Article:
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Hillsborough trial: Ex-policeman breaks down in court | UK News

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A retired police officer broke down in court as he described a lack of control at the Hillsborough disaster.

Alan Ramsden paused to compose himself after being asked to describe the scene.

When asked by a barrister how he was feeling as the disaster unfolded, he told jurors at Preston Crown Court: “At the time I felt a bit useless, I don’t know if the situation caught us napping.

“We were looking for some guidance. There were one or two officers trying to bring some semblance of control.”

He said one superintendent, John Nesbit, did seem to take hold of the situation and give officers jobs to do.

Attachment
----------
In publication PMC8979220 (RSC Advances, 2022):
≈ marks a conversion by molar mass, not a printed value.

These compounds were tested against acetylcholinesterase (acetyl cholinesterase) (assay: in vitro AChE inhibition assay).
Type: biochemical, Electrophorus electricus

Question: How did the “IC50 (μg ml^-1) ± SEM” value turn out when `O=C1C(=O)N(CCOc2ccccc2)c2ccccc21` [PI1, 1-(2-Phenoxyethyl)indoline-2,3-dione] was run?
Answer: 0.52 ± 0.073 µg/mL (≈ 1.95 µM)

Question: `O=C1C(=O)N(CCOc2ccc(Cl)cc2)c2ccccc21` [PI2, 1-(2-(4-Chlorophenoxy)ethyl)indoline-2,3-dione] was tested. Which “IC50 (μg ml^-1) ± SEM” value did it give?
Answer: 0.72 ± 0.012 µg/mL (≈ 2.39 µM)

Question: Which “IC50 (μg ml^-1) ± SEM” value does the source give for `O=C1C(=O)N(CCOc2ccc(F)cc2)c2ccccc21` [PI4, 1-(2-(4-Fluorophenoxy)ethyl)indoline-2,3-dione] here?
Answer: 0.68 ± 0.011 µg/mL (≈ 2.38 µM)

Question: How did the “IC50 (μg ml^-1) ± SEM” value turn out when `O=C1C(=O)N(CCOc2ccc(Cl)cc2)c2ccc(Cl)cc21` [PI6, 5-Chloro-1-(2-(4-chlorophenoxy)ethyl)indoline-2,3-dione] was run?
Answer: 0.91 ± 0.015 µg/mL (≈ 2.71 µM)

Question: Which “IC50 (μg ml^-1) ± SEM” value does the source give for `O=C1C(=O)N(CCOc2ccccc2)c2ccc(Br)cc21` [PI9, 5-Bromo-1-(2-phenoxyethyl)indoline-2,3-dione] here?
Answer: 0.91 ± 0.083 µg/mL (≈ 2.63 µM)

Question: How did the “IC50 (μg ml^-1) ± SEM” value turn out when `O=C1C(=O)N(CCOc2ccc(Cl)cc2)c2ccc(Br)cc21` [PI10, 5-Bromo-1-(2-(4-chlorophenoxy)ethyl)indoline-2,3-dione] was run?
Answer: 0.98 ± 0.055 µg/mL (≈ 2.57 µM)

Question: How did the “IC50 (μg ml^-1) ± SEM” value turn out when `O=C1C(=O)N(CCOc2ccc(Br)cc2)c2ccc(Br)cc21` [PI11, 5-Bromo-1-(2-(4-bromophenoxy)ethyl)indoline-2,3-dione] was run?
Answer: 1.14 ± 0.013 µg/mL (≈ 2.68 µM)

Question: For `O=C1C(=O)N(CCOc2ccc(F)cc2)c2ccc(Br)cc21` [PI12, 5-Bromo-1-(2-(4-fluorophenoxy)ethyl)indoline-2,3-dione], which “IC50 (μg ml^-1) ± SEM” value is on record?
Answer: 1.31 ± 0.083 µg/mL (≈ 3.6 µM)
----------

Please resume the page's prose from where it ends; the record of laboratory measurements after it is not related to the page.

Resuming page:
The match commander on the day, Chief Superintendent David Duckenfield, denies a charge of gross negligence in relation to 95 of the 96 people who died.

Sheffield Wednesday’s ex-club secretary Graham Mackrell denies two charges related to alleged safety breaches.

Mr Ramsden told the court earlier that Liverpool supporters arriving at the 1989 FA Cup semi-final were orderly.

He said: “We expected a more riotous type of supporter but they were like a Sunday club.”

The former policeman said he had received a radio message at about 3.08pm requesting all officers to go onto the pitch.

He told the court: “I was approached by one fan… and he said something like, ‘it’s terrible in there, people are dying, people are dead’.

“I just did not believe him. He pushed me, cajoled me, dragged me to look and as I approached the Leppings Lane end… I will never forget.

“There were young faces on the wire mesh pleading (for us) to rescue them. But we couldn’t. I was in shock, traumatised, pulling at the wire.”

The trial continues.

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